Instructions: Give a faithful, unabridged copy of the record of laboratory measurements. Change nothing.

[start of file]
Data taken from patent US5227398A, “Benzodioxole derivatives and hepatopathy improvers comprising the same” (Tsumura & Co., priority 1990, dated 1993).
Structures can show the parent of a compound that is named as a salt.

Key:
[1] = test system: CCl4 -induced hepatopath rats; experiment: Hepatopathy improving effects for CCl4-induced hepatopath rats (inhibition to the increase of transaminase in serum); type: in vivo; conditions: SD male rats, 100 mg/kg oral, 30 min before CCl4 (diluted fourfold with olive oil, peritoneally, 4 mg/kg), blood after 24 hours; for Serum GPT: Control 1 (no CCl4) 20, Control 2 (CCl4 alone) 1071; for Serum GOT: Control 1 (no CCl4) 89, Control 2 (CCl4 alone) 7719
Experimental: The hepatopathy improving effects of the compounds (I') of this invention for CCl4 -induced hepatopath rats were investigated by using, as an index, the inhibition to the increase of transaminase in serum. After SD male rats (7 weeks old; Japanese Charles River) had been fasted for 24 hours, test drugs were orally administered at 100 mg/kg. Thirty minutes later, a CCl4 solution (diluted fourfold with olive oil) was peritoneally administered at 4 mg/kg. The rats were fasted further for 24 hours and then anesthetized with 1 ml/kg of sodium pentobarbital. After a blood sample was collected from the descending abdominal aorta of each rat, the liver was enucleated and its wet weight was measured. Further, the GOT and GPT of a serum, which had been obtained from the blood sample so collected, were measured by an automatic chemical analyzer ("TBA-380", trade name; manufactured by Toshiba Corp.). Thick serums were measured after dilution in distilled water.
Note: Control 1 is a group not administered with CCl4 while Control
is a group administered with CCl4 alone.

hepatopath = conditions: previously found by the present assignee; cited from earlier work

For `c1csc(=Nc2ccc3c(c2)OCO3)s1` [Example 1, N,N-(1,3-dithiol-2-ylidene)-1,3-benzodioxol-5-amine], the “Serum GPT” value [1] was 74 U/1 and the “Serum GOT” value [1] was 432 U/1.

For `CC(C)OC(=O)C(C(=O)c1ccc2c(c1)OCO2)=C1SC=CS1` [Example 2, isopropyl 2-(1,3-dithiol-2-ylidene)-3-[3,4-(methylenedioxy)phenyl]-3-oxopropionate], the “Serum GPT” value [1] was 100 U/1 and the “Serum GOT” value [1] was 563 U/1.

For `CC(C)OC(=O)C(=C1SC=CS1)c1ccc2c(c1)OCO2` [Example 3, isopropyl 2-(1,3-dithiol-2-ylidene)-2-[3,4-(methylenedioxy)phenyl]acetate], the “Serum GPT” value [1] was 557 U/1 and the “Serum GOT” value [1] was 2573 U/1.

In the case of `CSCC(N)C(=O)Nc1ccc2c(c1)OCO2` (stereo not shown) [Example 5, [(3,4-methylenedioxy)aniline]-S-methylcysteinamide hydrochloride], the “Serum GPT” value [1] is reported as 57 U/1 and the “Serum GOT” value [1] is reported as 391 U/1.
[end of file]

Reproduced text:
Data taken from patent US5227398A, “Benzodioxole derivatives and hepatopathy improvers comprising the same” (Tsumura & Co., priority 1990, dated 1993).
Structures can show the parent of a compound that is named as a salt.

Key:
[1] = test system: CCl4 -induced hepatopath rats; experiment: Hepatopathy improving effects for CCl4-induced hepatopath rats (inhibition to the increase of transaminase in serum); type: in vivo; conditions: SD male rats, 100 mg/kg oral, 30 min before CCl4 (diluted fourfold with olive oil, peritoneally, 4 mg/kg), blood after 24 hours; for Serum GPT: Control 1 (no CCl4) 20, Control 2 (CCl4 alone) 1071; for Serum GOT: Control 1 (no CCl4) 89, Control 2 (CCl4 alone) 7719
Experimental: The hepatopathy improving effects of the compounds (I') of this invention for CCl4 -induced hepatopath rats were investigated by using, as an index, the inhibition to the increase of transaminase in serum. After SD male rats (7 weeks old; Japanese Charles River) had been fasted for 24 hours, test drugs were orally administered at 100 mg/kg. Thirty minutes later, a CCl4 solution (diluted fourfold with olive oil) was peritoneally administered at 4 mg/kg. The rats were fasted further for 24 hours and then anesthetized with 1 ml/kg of sodium pentobarbital. After a blood sample was collected from the descending abdominal aorta of each rat, the liver was enucleated and its wet weight was measured. Further, the GOT and GPT of a serum, which had been obtained from the blood sample so collected, were measured by an automatic chemical analyzer ("TBA-380", trade name; manufactured by Toshiba Corp.). Thick serums were measured after dilution in distilled water.
Note: Control 1 is a group not administered with CCl4 while Control
is a group administered with CCl4 alone.

hepatopath = conditions: previously found by the present assignee; cited from earlier work

For `c1csc(=Nc2ccc3c(c2)OCO3)s1` [Example 1, N,N-(1,3-dithiol-2-ylidene)-1,3-benzodioxol-5-amine], the “Serum GPT” value [1] was 74 U/1 and the “Serum GOT” value [1] was 432 U/1.

For `CC(C)OC(=O)C(C(=O)c1ccc2c(c1)OCO2)=C1SC=CS1` [Example 2, isopropyl 2-(1,3-dithiol-2-ylidene)-3-[3,4-(methylenedioxy)phenyl]-3-oxopropionate], the “Serum GPT” value [1] was 100 U/1 and the “Serum GOT” value [1] was 563 U/1.

For `CC(C)OC(=O)C(=C1SC=CS1)c1ccc2c(c1)OCO2` [Example 3, isopropyl 2-(1,3-dithiol-2-ylidene)-2-[3,4-(methylenedioxy)phenyl]acetate], the “Serum GPT” value [1] was 557 U/1 and the “Serum GOT” value [1] was 2573 U/1.

In the case of `CSCC(N)C(=O)Nc1ccc2c(c1)OCO2` (stereo not shown) [Example 5, [(3,4-methylenedioxy)aniline]-S-methylcysteinamide hydrochloride], the “Serum GPT” value [1] is reported as 57 U/1 and the “Serum GOT” value [1] is reported as 391 U/1.